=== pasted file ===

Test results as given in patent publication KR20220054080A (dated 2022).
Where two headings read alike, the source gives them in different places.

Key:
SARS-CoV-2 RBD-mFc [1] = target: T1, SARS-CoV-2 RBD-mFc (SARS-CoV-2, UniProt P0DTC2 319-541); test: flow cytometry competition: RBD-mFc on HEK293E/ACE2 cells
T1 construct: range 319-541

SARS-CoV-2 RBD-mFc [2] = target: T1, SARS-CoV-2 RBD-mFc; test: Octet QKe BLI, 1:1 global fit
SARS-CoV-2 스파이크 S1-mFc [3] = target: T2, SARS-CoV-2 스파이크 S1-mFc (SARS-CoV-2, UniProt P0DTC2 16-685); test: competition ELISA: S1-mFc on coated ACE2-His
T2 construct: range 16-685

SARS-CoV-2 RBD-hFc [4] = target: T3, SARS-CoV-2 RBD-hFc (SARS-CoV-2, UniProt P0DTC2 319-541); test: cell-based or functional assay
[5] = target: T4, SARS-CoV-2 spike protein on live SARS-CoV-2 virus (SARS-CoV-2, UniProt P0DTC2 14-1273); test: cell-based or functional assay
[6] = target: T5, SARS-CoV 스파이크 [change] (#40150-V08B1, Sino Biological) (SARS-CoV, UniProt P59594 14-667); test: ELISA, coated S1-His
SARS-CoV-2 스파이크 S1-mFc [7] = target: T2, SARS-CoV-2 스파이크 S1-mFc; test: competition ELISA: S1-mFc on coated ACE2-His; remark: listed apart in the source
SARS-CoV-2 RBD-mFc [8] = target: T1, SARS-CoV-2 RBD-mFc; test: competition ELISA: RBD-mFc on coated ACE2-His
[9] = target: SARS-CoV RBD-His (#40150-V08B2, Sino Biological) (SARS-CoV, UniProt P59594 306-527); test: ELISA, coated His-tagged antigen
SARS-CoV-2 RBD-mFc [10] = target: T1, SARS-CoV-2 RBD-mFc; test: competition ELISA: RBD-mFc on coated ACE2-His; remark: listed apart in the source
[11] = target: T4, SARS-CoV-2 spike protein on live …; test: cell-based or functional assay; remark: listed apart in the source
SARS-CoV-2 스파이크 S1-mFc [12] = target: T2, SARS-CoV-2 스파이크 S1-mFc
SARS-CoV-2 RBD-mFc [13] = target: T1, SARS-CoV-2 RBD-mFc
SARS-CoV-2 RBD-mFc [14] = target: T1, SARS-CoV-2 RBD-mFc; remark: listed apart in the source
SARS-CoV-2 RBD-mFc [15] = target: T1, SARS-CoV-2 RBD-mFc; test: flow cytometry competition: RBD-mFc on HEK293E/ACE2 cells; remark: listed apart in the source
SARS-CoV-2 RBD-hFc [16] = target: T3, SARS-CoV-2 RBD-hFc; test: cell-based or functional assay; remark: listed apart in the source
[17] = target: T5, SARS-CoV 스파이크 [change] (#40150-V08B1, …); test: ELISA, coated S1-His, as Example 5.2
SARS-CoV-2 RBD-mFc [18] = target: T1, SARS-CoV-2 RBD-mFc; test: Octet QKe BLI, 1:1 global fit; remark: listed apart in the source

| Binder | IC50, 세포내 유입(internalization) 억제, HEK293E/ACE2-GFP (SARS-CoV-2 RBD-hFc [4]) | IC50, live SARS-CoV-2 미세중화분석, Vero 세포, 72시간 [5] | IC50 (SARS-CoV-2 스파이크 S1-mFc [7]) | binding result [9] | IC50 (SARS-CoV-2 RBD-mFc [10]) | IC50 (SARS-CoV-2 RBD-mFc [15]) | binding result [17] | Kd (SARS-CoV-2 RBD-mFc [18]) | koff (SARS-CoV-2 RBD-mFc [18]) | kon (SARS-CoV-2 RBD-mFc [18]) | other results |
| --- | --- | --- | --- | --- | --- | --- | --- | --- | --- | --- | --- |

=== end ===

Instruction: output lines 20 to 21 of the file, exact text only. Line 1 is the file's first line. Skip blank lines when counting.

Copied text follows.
SARS-CoV-2 RBD-mFc [15] = target: T1, SARS-CoV-2 RBD-mFc; test: flow cytometry competition: RBD-mFc on HEK293E/ACE2 cells; remark: listed apart in the source
SARS-CoV-2 RBD-hFc [16] = target: T3, SARS-CoV-2 RBD-hFc; test: cell-based or functional assay; remark: listed apart in the source